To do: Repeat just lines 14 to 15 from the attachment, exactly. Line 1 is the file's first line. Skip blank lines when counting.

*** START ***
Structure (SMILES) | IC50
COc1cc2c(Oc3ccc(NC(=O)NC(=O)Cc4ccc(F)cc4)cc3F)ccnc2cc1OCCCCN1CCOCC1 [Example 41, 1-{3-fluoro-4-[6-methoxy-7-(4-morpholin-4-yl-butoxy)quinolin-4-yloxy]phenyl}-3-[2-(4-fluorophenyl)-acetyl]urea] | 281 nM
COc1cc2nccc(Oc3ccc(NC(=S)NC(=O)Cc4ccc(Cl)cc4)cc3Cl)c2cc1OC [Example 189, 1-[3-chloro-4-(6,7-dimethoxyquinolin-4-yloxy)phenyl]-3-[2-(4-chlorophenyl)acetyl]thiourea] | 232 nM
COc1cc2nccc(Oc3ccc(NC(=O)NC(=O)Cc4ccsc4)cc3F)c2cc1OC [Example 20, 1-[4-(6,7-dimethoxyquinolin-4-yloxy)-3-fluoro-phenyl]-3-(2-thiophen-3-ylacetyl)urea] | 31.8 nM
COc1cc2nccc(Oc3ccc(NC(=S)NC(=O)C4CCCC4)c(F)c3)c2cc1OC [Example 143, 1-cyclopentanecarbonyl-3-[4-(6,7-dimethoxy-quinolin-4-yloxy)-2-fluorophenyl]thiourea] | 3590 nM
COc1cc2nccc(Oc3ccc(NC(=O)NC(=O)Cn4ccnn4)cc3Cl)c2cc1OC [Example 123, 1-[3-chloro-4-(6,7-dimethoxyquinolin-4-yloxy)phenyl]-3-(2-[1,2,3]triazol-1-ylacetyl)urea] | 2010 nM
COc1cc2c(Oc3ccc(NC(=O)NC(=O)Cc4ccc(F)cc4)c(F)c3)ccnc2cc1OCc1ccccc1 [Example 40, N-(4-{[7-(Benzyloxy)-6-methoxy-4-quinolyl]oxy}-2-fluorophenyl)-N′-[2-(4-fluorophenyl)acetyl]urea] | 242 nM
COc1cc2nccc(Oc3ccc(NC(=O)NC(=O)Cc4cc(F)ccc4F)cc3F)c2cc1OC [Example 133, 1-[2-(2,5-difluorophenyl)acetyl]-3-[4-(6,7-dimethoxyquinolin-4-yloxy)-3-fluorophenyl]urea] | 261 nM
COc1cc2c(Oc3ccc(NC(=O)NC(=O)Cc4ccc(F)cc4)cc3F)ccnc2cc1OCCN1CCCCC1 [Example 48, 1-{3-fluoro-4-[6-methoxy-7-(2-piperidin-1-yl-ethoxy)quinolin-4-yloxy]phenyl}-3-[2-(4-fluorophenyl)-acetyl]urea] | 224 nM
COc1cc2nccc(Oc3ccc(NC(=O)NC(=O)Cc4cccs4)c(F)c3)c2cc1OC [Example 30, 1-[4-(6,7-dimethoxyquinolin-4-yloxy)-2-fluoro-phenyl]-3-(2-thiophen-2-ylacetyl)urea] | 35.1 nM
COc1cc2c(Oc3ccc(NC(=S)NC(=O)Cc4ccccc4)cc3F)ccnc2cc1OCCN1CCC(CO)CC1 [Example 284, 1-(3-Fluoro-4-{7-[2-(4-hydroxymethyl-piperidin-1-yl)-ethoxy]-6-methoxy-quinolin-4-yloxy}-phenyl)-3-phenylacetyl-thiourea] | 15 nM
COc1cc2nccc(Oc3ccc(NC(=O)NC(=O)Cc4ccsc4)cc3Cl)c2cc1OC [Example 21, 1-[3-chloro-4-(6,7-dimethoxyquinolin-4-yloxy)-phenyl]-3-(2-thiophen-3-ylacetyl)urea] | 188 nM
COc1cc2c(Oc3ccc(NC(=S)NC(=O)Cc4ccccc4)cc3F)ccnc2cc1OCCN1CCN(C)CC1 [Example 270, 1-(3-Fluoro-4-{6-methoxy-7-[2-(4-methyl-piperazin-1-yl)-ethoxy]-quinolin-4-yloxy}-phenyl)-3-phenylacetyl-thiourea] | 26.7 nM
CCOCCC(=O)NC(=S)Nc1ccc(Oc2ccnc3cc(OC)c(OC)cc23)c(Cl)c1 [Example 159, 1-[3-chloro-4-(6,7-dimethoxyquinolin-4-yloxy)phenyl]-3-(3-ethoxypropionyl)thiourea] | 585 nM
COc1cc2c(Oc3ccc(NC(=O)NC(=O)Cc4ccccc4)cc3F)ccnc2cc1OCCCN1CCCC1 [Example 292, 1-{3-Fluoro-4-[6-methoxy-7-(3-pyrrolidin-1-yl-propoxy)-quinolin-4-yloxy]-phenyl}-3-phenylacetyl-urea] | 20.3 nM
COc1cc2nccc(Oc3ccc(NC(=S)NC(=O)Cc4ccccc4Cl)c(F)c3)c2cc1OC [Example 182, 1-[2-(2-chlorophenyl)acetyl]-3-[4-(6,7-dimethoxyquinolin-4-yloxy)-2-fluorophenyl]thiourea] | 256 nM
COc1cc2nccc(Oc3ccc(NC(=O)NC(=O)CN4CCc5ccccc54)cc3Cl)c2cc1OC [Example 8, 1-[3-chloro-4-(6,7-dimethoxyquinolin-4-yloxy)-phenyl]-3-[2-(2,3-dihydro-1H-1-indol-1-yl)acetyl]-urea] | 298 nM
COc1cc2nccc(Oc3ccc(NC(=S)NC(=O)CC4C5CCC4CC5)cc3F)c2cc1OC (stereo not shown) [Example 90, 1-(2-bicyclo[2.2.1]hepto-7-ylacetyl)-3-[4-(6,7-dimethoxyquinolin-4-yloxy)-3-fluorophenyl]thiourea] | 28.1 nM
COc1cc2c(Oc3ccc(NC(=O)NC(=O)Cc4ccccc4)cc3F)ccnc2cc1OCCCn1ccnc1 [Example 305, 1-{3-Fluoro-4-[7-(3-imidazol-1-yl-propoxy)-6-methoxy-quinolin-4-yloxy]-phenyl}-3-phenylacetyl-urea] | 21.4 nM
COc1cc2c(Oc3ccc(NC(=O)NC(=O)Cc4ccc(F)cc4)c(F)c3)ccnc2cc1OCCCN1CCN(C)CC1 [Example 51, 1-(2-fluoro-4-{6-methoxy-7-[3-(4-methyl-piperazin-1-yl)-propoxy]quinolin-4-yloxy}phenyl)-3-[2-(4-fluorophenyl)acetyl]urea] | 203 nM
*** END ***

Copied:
CCOCCC(=O)NC(=S)Nc1ccc(Oc2ccnc3cc(OC)c(OC)cc23)c(Cl)c1 [Example 159, 1-[3-chloro-4-(6,7-dimethoxyquinolin-4-yloxy)phenyl]-3-(3-ethoxypropionyl)thiourea] | 585 nM
COc1cc2c(Oc3ccc(NC(=O)NC(=O)Cc4ccccc4)cc3F)ccnc2cc1OCCCN1CCCC1 [Example 292, 1-{3-Fluoro-4-[6-methoxy-7-(3-pyrrolidin-1-yl-propoxy)-quinolin-4-yloxy]-phenyl}-3-phenylacetyl-urea] | 20.3 nM